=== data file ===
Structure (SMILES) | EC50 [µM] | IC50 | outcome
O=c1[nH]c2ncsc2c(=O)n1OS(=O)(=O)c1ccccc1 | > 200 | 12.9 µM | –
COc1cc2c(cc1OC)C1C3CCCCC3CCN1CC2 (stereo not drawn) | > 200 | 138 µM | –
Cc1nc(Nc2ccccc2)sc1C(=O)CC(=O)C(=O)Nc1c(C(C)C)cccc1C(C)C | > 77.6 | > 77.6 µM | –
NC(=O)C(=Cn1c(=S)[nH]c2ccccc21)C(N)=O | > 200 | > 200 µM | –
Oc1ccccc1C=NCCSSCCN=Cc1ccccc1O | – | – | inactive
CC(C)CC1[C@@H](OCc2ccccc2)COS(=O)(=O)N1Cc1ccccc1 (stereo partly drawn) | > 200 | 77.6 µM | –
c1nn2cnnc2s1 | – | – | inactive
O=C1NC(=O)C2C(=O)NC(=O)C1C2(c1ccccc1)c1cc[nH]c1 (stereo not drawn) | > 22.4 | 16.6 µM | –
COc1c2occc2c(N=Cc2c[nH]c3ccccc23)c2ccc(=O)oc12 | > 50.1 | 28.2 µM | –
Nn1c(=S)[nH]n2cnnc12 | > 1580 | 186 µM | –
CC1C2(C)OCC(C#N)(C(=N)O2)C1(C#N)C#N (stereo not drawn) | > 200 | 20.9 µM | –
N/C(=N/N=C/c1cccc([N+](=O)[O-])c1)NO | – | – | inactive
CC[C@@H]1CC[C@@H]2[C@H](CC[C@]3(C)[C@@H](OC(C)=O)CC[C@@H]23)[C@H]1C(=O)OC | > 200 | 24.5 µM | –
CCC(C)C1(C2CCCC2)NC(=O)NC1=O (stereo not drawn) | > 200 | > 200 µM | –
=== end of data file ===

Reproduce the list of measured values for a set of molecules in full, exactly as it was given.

Structure (SMILES) | EC50 [µM] | IC50 | outcome
O=c1[nH]c2ncsc2c(=O)n1OS(=O)(=O)c1ccccc1 | > 200 | 12.9 µM | –
COc1cc2c(cc1OC)C1C3CCCCC3CCN1CC2 (stereo not drawn) | > 200 | 138 µM | –
Cc1nc(Nc2ccccc2)sc1C(=O)CC(=O)C(=O)Nc1c(C(C)C)cccc1C(C)C | > 77.6 | > 77.6 µM | –
NC(=O)C(=Cn1c(=S)[nH]c2ccccc21)C(N)=O | > 200 | > 200 µM | –
Oc1ccccc1C=NCCSSCCN=Cc1ccccc1O | – | – | inactive
CC(C)CC1[C@@H](OCc2ccccc2)COS(=O)(=O)N1Cc1ccccc1 (stereo partly drawn) | > 200 | 77.6 µM | –
c1nn2cnnc2s1 | – | – | inactive
O=C1NC(=O)C2C(=O)NC(=O)C1C2(c1ccccc1)c1cc[nH]c1 (stereo not drawn) | > 22.4 | 16.6 µM | –
COc1c2occc2c(N=Cc2c[nH]c3ccccc23)c2ccc(=O)oc12 | > 50.1 | 28.2 µM | –
Nn1c(=S)[nH]n2cnnc12 | > 1580 | 186 µM | –
CC1C2(C)OCC(C#N)(C(=N)O2)C1(C#N)C#N (stereo not drawn) | > 200 | 20.9 µM | –
N/C(=N/N=C/c1cccc([N+](=O)[O-])c1)NO | – | – | inactive
CC[C@@H]1CC[C@@H]2[C@H](CC[C@]3(C)[C@@H](OC(C)=O)CC[C@@H]23)[C@H]1C(=O)OC | > 200 | 24.5 µM | –
CCC(C)C1(C2CCCC2)NC(=O)NC1=O (stereo not drawn) | > 200 | > 200 µM | –